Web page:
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Salk Institute for Biological Studies



  The Salk Institute for Biological Studies is an independent, non-profit, scientific research laboratory located in La Jolla, California[1]. It was founded in 1960 by Jonas Salk, M.D., the developer of the polio vaccine. Among the founding consultants were Jacob Bronowski and Francis Crick.

The institute has 56 labs and focuses its research in three areas: Molecular Biology and Genetics; Neurosciences; and Plant Biology. Research topics include cancer, diabetes, birth defects, Alzheimer's disease, Parkinson's disease, AIDS, and American Sign Language.

The March of Dimes provided the initial funding and continues to support the institute. The campus was designed by Louis Kahn. Salk had sought to make a beautiful campus in order to draw the best researchers in the world.

The original buildings of the Salk Institute were designated as a historical landmark in 1991. The entire 27-acre site was deemed eligible by the California Historical Resources Commission in 2006 for listing on the National Register of Historic Places.

The World Monuments Fund has listed the Salk Institute on its 2008 Watch List of the 100 Most Endangered Sites in the world. A proposed Master Plan would add over 240,000 square feet, most on the western side overlooking the ocean, and subdivide the property into four parcels.

The institute currently employs more than 1200 researchers and staff.

Additional recommended knowledge

Contents

Architecture

The institute is housed in a modernist complex[2], that consists of two symmetric buildings with a stream of water flowing in the middle of a courtyard that separates the two. The buildings themselves have been designed to promote collaboration, and thus there are no walls separating laboratories on any floor. There is one floor in the basement, and two above it on both sides. The lighting fixtures have been designed to easily slide along rails on the roof, in tune with the collaborative and open philosophy of the Salk institute's science. The basement also houses the trasgenic core. Tenured professors also receive a study that has a view of the Pacific ocean. Most of the laboratories and studies are named after the benefactors, such as the Sloan-Swartz Center for Theoretical Neurobiology[3] and the Razavi Newman Center for Bioinformatics[4]. A library that houses current periodicals, some books and computers is located on the ground floor of the east end of the North building[5]. The Frederic de Hoffmann auditorium and the Trustees' Room are located in the basement of the north and south wings of the institute.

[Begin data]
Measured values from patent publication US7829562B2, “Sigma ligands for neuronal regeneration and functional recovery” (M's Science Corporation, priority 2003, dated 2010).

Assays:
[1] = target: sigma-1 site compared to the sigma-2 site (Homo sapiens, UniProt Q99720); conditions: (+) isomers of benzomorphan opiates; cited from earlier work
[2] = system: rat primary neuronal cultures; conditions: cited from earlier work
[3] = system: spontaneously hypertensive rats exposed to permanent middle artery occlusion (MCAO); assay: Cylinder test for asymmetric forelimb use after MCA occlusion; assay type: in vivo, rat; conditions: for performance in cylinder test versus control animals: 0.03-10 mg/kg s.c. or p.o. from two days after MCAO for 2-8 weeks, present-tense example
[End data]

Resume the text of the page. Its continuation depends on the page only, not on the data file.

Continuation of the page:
History

Salk and Kahn approached the city of San Diego in March 1960 about a gift of land on the Torrey Pines Mesa and were granted their request after a referendum in June 1960. Construction began in 1962 and a handful of researchers moved into the first laboratory in 1963. Additional buildings housing more laboratories as well as the organizational administrative offices were constructed in the 1990s, designed by Anshen & Allen.

The Institute is seeking approvals from the City of San Diego for a controversial expansion over the next 40 - 50 years that includes a fitness facility, daycare center and residences on the southwest part of the campus, a four-story building on the northwest, and a 92,000 square foot building at the front.

As a memorial to Jonas Salk, a golden engraving lies on the floor at the entrance to the institute: "Hope lies in dreams, in imagination and in the courage of those who dare to make dreams into reality."

Administration

Roger Guillemin is the interim president of the institute[6]. Irwin M. Jacobs is Chairman of the Board of Directors.

Nobel Laureates

The institute has 3 living Nobel laureates on its active faculty: Sydney Brenner, Renato Dulbecco and Roger Guillemin.

Francis Crick took a sabbatical year in 1976 at the Salk Institute. Crick had been a nonresident fellow of the Institute since 1960. After the sabbatical, Crick left Cambridge in order to continue working at the Salk Institute.

Famous employees

References

  1. ^ http://www.salk.edu
  2. ^ http://www.archpaper.com/news/CA/2007_0815.htm
  3. ^ http://www.sloan-swartz.salk.edu/
  4. ^ http://bioinformatics.salk.edu/
  5. ^ http://www.salk.edu/about/about_campus_directions.php?sid=about&subsid=campus
  6. ^ http://www.salk.edu/news/news_press_details.php?id=174

Coordinates: 32°53′14″N, 117°14′46″W

 
This article is licensed under the GNU Free Documentation License. It uses material from the Wikipedia article "Salk_Institute_for_Biological_Studies". A list of authors is available in Wikipedia.
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